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By Lillian Boyd
Editor’s Note: Tom Blake is a regular contributor to Dana Point Times. In his bi-monthly column, Life and Love After 50, Blake discusses dating, romance, and love for seniors.
In 1988, Tom Blake says he gave up the corporate headache to make big sandwiches.
Blake grew up in Jackson, Michigan before attending DePauw University in Indiana. He served in the US Navy during the Vietnam War and then did his MBA. He started his career in public relations for the aviation industry. After a few years he moved to the West Coast and started working for Victoria Station, one of the fastest growing companies in the US, in the 1970s.
“That’s where I got my experience in the restaurant industry,” said Blake. “I worked there for eight years and really got to know the special features of this world.”
In its heyday, there were 105 restaurant locations. Victoria Station eventually went bankrupt after business grew too fast, Blake said.
“(After Victoria Station) I really wanted to get out of the corporate world,” said Blake, who moved to Dana Point with his then-wife in 1987. “I knew enough about the restaurant business to be dangerous. But I wanted to create something that was my own. “
Blake saw that a shop was available in Dana Point.
“I got the lease in August and managed to open a deli with one employee by the end of the year,” said Blake.
Photo: Tom Blake published his book Tutor & Spunky’s: A Dana Point Landmark on July 17th. Photo: Lillian Boyd
In 1988 he opened Tutor & Spunky’s Deli – named after the nicknames of Tom (Tutor) and his wife (Spunky). Although Tom is no longer married to her, he decided to keep the name.
The following year, Dana Point became a town and the deli grew with the town. For the next 26 years, Tom ran the deli business, with annual sales of $ 1 million. During this time he hired 186 employees.
On July 17, Blake published his book Tutor & Spunky’s Deli: A Dana Point Landmark, which reflects the history of the deli and the design of Dana Point as a city.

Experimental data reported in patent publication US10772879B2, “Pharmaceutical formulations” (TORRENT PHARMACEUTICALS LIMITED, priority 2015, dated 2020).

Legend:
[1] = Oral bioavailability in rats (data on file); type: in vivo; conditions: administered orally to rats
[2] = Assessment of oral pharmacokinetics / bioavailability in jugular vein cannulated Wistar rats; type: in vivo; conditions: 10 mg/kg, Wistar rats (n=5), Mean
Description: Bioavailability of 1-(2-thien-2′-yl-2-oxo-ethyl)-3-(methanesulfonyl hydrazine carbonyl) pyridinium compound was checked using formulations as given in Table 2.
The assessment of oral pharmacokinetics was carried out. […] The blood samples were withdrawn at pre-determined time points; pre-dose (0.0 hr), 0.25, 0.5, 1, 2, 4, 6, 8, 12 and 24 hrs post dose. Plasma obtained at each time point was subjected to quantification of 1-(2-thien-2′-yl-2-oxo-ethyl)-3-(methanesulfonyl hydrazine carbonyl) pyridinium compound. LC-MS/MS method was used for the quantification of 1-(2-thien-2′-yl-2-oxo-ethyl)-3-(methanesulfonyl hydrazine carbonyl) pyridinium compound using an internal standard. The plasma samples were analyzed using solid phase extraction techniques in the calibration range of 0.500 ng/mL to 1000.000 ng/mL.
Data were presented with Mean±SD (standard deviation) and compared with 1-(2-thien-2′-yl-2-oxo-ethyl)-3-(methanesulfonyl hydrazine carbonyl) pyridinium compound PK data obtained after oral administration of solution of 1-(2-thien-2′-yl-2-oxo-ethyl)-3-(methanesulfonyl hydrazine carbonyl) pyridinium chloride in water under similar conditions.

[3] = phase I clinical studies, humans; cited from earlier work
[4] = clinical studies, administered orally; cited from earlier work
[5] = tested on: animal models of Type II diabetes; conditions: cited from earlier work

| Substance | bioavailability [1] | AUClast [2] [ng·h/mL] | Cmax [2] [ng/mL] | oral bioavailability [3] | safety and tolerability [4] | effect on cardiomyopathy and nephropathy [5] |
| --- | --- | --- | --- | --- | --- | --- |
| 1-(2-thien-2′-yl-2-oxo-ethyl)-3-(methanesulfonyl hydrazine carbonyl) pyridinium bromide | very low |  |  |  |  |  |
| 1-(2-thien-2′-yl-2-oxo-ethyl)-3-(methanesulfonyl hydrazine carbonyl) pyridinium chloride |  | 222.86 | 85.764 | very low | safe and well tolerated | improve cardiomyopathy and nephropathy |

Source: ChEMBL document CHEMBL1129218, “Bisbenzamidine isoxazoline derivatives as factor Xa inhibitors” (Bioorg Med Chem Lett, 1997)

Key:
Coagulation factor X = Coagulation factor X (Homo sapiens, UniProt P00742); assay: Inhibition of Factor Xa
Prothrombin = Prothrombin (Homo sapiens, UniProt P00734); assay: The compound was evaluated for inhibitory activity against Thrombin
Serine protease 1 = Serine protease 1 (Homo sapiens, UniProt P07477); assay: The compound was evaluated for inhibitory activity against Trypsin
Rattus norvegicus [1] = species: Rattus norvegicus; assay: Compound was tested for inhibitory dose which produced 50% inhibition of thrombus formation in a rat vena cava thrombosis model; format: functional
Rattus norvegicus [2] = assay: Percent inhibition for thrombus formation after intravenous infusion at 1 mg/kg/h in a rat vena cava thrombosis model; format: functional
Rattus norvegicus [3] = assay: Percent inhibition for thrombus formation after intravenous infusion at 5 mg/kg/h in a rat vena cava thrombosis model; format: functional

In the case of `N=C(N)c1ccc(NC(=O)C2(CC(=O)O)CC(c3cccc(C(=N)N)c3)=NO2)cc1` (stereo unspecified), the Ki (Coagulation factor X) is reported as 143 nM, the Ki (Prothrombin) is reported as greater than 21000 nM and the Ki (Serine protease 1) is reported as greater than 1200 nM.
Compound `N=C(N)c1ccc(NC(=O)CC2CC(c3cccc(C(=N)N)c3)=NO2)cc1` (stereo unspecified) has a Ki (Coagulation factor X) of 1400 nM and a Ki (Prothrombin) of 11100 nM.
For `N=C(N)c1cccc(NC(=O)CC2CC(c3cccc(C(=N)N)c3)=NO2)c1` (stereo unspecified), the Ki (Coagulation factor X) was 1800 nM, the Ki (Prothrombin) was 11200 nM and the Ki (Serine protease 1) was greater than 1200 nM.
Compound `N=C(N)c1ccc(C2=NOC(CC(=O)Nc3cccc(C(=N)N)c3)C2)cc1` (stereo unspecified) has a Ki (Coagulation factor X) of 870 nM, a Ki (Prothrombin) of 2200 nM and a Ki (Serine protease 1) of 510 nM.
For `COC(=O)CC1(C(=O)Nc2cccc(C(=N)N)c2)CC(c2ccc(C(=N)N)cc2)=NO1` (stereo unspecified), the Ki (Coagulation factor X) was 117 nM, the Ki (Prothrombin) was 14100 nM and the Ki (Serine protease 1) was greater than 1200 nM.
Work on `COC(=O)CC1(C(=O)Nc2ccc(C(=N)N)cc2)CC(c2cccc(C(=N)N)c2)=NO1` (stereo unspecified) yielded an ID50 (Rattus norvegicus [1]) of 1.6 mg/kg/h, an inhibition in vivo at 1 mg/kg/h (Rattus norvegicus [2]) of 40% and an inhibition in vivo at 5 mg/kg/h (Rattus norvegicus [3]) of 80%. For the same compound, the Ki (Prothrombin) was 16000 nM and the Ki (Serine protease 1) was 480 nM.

The book describes the employees, customers and celebrities who visited. During this time Blake also became a newspaper columnist. After his divorce, Blake began writing again about his experiences and searching for love in the later chapters of his life. The columns were published first in the Orange County Register and later in The Capistrano Dispatch, Dana Point Times, and San Clemente Times.
“One of the messages I’ve tried to get across in my columns and in this book is that with adversity, opportunity comes,” said Blake. “You have to look for these possibilities because they are not always obvious.”
When a customer named Greta came into the deli in 1998 and ordered a freshly squeezed carrot juice, Blake said he noticed her while she waited for her juice to be made. He went around the counter and said to her: “Would you like to have dinner with me?” Tom and Greta have been together ever since.
Tom and Greta have had some incredible trips to Europe, South America and across the United States, including New York City, where Tom appeared on NBC’s Today Show and ABC’s Good Morning America while his staff held the positions.
The book covers key events that affected the deli, including the Dana Point Post Office shooting, the fires that decimated Laguna Beach, the local bank robberies, the Yacht Ponzi program by a well-known customer, and the murder of the former resident by Dana Point Nicole Brauner Simpson.
Blake also addresses the disappearances and murders of his former son-in-law, Joey McStay, McStay’s wife, and two children. McStay had worked in the deli when he was young.
The McStay family murders occurred around February 2010 after the family disappeared from their Fallbrook, California, home; their bodies were found on November 13, 2013 in the desert near Victorville.
The book also highlights the implementation of a downtown Dana Point plan that forced the deli to move and the never-ending problems, challenges, and rewards of dealing with staff.
“People who dream of one day owning a restaurant will benefit from reading the book,” said Blake. “There are risks and there are rewards of having a business of your own. It’s not a walk, not a walk in the park, and it has to be total dedication that can lead to success. “
And although Blake retired and sold the deli in 2015, Tutor & Spunky will remain in business in 2021. The deli is currently owned by two Vietnamese sisters, Samantha Nguyen and Elena Sik. They took ownership in 2019 and have since kept the original menu while adding Vietnamese-inspired menu items.
Blake’s book is available on Amazon in paperback and on Kindle. The book is 382 pages long and contains more than 100 photos.
On Thursday, September 2, from 4 to 6 p.m. and on Thursday, September 16, from 4 to 6 p.m., there will be two book signing sessions in the Tutor & Spunky’s Deli
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